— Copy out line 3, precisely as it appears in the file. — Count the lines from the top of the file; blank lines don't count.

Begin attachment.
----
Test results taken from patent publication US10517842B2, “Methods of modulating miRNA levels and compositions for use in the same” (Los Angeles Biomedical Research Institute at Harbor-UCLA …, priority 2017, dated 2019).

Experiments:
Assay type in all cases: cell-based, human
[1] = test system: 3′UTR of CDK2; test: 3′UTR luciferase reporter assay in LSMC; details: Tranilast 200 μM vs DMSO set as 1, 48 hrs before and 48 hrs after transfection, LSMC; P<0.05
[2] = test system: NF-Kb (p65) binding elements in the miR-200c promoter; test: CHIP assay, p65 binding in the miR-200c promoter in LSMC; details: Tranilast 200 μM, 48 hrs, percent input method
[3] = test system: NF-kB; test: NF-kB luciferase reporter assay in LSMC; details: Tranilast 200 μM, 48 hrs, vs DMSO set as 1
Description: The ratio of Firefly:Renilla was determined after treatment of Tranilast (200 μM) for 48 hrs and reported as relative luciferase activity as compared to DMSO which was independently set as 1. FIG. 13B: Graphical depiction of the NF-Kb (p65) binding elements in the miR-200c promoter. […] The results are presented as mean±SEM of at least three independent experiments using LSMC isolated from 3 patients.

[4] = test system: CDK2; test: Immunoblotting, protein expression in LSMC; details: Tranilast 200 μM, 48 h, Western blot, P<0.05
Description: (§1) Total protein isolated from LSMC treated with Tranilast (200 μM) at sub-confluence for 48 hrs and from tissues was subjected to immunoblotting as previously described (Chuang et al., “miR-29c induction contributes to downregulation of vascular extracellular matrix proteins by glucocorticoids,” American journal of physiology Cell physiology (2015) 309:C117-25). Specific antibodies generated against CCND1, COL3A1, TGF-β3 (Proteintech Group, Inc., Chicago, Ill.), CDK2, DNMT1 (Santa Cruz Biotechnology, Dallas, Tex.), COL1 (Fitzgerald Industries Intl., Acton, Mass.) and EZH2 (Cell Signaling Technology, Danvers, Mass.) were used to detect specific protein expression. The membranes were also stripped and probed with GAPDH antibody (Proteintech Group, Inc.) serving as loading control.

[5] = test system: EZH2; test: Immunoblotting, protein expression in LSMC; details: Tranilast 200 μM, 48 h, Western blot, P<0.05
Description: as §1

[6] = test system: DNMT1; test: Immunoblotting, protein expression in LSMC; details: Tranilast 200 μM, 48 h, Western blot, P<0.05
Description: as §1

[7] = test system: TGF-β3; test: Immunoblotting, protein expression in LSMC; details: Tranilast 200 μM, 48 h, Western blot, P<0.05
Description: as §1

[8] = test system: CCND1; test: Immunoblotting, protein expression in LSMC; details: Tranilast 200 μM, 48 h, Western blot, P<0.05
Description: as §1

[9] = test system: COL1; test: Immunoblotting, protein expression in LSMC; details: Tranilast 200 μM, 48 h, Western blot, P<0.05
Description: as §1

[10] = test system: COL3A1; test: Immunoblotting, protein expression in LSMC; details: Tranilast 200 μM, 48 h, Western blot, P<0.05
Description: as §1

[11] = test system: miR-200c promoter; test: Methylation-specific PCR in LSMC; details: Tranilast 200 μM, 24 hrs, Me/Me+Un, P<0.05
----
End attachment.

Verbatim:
Assay type in all cases: cell-based, human